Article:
As promised, this week we are going to look at RFID Skimming. First of all we need to know what RFID is. RFID is short for Radio Frequency Identification. In simple terms this is when electromagnetic fields are used to store and transfer data. This technology can be used as a chip that is not much bigger than a single grain of rice, with common applications being chips and readers that will identify lost pets, track data and retrieve data that is stored on magnetic strips, just like those on your bank or store, debit and credit cards.
RFID is thought to have been a further development of an historical covert listening device, invented by Leon Theremin in 1945. Back in those days, covert surveillance was mostly carried out by the military or professional private investigators. Although you would have been hard pressed to find a private investigator outside of the military with Theremin’s device. As you will see, it seems that as the technology became more portable, cheaper and of course with the advent of the internet and the wide access to information the criminal element of society has found a use for RFID skimming technology.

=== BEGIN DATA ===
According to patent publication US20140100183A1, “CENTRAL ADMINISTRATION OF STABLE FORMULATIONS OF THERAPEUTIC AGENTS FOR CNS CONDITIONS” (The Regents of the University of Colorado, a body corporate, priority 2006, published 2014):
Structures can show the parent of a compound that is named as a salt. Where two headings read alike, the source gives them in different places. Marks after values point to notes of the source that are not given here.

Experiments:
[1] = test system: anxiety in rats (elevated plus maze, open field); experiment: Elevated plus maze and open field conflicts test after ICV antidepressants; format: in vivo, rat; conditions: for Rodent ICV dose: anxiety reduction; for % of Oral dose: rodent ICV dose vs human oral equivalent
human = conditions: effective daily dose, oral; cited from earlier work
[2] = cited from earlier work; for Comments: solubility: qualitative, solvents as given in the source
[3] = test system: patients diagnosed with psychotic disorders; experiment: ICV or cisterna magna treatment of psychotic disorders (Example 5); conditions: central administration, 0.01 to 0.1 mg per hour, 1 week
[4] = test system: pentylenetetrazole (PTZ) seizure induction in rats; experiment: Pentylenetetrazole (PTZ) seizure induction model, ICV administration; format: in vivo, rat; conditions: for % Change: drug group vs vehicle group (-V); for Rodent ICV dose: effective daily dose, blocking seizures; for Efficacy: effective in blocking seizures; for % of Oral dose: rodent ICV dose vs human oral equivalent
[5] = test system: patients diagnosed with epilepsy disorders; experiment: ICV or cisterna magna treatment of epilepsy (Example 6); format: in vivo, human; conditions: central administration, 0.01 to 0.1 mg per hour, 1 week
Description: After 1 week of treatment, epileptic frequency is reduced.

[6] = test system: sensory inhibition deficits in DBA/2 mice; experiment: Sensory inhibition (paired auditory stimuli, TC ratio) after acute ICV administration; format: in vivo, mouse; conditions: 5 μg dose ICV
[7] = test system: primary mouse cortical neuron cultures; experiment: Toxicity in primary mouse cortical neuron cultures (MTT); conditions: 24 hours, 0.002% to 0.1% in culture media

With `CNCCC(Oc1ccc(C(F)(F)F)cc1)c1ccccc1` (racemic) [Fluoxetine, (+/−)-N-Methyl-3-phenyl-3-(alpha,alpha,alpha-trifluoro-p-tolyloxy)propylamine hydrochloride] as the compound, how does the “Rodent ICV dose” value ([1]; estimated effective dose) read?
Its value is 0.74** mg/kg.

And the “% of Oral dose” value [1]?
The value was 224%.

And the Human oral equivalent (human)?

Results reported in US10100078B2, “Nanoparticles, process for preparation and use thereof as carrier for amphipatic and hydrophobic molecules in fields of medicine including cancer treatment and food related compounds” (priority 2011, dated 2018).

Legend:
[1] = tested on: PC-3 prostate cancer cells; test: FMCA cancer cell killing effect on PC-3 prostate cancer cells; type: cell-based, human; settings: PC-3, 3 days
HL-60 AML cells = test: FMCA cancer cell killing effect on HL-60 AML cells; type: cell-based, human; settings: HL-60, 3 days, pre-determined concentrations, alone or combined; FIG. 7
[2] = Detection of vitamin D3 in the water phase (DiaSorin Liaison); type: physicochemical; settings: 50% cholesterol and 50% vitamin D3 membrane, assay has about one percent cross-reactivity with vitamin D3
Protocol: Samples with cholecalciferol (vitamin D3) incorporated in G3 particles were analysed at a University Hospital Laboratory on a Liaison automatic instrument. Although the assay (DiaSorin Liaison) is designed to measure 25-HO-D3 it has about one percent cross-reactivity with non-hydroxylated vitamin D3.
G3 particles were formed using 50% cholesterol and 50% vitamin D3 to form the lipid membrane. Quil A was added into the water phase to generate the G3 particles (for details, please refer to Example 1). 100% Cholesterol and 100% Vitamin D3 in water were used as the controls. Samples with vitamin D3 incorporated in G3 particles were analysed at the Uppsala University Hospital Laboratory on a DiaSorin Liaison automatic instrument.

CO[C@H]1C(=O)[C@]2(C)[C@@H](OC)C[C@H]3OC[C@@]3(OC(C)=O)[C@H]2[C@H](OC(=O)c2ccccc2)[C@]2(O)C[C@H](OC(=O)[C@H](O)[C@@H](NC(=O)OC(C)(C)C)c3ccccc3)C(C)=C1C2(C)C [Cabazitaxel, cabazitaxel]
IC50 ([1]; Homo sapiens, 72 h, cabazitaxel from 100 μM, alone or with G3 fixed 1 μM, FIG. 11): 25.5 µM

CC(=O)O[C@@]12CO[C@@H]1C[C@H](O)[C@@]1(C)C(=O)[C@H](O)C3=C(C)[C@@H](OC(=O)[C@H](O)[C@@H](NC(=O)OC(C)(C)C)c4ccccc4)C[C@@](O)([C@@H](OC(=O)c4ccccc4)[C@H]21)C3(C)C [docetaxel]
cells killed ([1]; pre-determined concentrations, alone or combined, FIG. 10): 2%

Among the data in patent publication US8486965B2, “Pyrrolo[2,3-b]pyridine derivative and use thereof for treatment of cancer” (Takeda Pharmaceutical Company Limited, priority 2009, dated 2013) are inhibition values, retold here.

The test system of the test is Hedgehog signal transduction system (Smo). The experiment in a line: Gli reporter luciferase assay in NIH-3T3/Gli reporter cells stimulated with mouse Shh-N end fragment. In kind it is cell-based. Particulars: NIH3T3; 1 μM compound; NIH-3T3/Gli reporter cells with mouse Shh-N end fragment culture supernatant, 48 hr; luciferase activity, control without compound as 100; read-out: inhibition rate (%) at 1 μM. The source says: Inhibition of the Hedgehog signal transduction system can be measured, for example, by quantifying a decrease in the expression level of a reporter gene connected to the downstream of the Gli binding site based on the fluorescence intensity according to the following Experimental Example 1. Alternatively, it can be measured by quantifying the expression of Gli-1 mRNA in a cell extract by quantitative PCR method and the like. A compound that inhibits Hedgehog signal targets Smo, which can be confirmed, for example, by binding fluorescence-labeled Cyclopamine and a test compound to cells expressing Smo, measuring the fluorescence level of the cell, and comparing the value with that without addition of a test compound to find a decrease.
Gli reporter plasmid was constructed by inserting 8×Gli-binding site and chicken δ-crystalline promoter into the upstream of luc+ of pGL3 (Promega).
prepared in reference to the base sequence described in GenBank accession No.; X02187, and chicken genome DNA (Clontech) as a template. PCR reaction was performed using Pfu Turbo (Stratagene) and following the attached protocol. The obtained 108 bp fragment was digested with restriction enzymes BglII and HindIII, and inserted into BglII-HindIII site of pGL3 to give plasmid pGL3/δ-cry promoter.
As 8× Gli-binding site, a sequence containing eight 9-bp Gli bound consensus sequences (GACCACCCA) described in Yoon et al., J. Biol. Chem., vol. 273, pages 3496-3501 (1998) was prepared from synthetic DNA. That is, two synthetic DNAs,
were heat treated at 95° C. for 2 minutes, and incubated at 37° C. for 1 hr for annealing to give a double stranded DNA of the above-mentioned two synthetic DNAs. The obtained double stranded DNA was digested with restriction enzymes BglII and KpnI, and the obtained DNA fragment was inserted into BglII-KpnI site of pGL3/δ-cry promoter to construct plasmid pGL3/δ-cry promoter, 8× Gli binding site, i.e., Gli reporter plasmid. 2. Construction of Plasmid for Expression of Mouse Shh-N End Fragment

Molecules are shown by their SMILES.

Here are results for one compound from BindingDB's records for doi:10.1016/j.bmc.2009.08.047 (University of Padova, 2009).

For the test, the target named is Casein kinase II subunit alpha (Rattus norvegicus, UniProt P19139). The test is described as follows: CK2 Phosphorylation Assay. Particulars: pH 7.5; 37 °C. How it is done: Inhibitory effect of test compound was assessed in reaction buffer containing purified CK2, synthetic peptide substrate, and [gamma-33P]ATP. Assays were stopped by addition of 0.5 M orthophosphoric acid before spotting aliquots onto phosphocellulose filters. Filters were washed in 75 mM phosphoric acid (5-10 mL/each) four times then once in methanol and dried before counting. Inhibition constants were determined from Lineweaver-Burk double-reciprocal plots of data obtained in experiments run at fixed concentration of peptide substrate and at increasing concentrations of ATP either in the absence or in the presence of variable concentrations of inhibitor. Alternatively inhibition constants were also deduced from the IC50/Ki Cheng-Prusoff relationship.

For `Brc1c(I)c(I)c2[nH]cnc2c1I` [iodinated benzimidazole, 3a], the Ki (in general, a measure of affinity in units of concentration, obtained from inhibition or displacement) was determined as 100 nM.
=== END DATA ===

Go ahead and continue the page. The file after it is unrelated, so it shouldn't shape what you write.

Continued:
What is RFID skimming?
So, why is RFID skimming a problem? If a criminal wants to steal information quickly, without the need to take a pen and paper with them an RFID reader can sniff out any information stored on a RFID Tag. (Tags are where the data is stored such as the strip on your credit or debit card). On your bank card the magnetic strip is likely to contain:
- The name of the cardholder.
- The account number.
- The expiry date
- The card’s account number
- The Card Verification Value (CVV)
This then allows them to take your data away and clone it, and nowadays the criminal doesn’t even have to go to the bother of making a duplicate card because they now have all the information needed to make thousands of pounds worth of purchases online in your name.
It has to be said there is a less risky and even beneficial use of RFID technology, i.e. the chip in your beloved family pet, allowing a pet to be identified when it goes missing.
Join us next week as we look at ways to protect yourself from RFID sniffer scammers.